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Completed Let's play Dune

Discussion in 'Codex Playground' started by Abelian, Nov 17, 2014.

  1. Abelian Somebody's Alt

    Abelian
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    1. Table of Contents

    A beginning is the time for taking the most delicate care that the balances are correct. - Princess Irulan, "Manual of Muad'Dib"



    Welcome to my first LP (and thread, actually)! In order to celebrate my first year on the RPG Codex, I decided to write an LP of Dune.

    Dune is a 1992 strategy-adventure video game developed by French developer Cyro Interactive and based on the Frank Herbert’s eponymous 1965 novel, one of the seminal works of science fiction.

    This will be an exhaustive play-through, with all the game’s aspects explored. This LP is geared towards people who have never played the game, but I would suggest that those interested in playing it should not read the LP past the first few updates and discover Dune by themselves. On the other hand, I hope that fans of the Dune universe will find this enjoyable, entertaining, and perhaps informative as well.

    As a convention, I will be using the italicized Dune when talking about the novel, film or video game and regular font Dune when talking about the planet itself.

    There were two aborted attempts at finishing Dune, so let’s hope that the third time’s the charm, as the saying goes. The screenshots are mostly missing and the OP’s are no longer active. For anybody interested here they are:

    http://www.rpgcodex.net/forums/index.php?threads/lets-rule-dune.47798/
    http://www.rpgcodex.net/forums/index.php?threads/lets-play-dune-redux.48042/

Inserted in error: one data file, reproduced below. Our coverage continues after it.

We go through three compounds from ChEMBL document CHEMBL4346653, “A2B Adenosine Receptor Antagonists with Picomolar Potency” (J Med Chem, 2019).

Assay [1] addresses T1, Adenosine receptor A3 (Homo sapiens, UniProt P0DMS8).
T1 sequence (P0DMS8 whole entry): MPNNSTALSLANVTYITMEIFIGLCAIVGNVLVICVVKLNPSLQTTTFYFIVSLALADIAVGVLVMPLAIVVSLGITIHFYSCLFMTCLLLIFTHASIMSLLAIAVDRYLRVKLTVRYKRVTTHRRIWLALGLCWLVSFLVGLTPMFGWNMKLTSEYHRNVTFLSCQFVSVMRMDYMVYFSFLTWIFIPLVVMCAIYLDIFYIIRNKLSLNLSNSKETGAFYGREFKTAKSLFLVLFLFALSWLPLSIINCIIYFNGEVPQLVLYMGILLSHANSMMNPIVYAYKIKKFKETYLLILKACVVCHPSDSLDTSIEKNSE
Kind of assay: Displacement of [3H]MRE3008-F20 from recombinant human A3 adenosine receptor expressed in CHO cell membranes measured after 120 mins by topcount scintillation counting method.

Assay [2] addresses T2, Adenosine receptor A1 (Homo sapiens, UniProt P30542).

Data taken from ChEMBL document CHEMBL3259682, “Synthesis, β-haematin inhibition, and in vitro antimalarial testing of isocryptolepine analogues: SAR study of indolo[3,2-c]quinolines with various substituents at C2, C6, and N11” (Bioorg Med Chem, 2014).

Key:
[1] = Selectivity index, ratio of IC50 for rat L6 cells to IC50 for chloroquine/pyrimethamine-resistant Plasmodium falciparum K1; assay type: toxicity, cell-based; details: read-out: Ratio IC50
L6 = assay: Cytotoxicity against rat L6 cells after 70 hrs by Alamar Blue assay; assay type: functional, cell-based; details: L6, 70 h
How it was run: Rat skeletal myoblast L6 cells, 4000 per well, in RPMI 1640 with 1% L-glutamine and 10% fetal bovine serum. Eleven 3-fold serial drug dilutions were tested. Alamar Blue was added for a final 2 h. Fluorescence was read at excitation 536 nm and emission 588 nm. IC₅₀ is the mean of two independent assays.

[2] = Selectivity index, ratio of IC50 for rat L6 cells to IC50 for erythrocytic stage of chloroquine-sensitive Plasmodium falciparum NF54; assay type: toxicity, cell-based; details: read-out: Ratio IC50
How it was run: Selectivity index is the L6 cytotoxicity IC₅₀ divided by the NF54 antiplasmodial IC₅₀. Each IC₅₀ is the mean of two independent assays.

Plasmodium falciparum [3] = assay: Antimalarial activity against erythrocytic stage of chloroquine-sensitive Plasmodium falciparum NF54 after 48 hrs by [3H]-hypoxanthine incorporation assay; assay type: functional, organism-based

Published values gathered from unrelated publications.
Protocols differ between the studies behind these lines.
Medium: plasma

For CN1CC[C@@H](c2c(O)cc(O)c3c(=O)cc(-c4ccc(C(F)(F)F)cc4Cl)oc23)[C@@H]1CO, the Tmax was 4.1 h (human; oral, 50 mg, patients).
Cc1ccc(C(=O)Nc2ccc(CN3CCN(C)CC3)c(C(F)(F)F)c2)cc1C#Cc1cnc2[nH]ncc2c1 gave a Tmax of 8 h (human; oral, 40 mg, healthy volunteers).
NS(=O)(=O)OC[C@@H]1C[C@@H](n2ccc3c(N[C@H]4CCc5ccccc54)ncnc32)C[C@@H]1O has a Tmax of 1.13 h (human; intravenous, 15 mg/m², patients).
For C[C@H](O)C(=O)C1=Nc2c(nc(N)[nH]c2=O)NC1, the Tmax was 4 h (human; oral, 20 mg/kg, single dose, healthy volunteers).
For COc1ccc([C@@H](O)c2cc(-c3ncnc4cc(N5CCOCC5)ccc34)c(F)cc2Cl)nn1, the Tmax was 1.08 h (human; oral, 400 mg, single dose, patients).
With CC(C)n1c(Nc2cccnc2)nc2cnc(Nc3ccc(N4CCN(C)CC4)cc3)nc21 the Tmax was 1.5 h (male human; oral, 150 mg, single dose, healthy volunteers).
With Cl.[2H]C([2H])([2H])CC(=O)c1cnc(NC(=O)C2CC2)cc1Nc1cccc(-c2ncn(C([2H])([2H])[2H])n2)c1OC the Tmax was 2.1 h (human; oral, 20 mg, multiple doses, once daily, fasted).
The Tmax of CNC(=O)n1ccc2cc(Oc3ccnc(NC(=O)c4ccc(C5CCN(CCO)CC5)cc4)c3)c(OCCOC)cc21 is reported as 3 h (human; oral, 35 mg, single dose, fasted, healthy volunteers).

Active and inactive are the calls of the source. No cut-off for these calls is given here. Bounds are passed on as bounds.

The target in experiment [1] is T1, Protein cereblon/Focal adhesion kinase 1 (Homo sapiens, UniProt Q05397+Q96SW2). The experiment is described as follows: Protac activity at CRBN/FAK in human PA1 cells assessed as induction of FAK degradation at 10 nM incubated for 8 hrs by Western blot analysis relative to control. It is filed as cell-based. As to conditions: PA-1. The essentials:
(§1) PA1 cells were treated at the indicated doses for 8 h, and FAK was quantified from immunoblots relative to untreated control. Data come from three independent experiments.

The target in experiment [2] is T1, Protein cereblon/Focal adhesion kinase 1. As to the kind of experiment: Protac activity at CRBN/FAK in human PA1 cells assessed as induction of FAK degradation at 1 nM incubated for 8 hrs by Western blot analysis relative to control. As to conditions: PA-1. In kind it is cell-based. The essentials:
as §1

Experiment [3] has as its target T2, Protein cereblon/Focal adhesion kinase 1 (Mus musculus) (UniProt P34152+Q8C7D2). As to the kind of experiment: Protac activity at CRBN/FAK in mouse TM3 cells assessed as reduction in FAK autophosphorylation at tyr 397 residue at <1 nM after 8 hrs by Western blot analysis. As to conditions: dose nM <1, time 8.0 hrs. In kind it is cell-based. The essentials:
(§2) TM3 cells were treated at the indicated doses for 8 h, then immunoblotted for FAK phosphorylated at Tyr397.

I’ll keep this post short, since it will serve as the table of contents for the Let’s Play.

    1. Table of Contents
    2. Background of Dune
    3. Dune Video Games
    4. Terminology of the Imperium
    5. Interface of Dune
    6. Getting Started
    7. Prospecting Spice
    8. Death and Taxes
    9. "Mentats" and Fighters of Dune
    10. Time Enough for Love
    11. Spoils of War
    12. Big Maker
    13. The Green Menace
    14. Water of Life
    15. Conquest of Dune
    16. The Battle of Arrakeen
    17. Bonus Update
     
    Last edited: Jun 7, 2015
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  2. Abelian Somebody's Alt

    Abelian
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    2. Background of Dune

    "To know a thing well, know its limits. Only when pushed beyond its tolerances will true nature be seen." - Amtal rule

    In light of the fact that several readers complained about the preponderance of screenshots in the first Dune LP, I’m going to cater to their desires and balance this LP with a judicious amount of text.

    Show Spoiler
    In that spirit, what better way to commence our interstellar overdrive than with a text dump!
    Show Spoiler
    I’ll try to make it interesting or at least bring in outside information regarding the Dune universe. Here’s a fun fact: Alejandro Jodorowsky’s aborted attempt at adapting the Dune novel was supposed to have a Pink Floyd soundtrack (and other interesting elements, such as Salvador Dali playing the Emperor and art direction by H.R. Giger; the 70’s were interesting times…).

    The intro video provides a nice, simple, ten-sentence plot exposition, so I’ll include it below (the exposition text starts at the 2:56 mark).

    Since I dislike it when I have to watch a video without the possibility of reading the important parts, here is the text of the game’s introduction (I still advise you to watch it for the awesome sequencer-based ethno-futuristic music, though):
    Show Spoiler
    In these times of the future, man has explored many worlds, travelling through space by the use of the SPICE.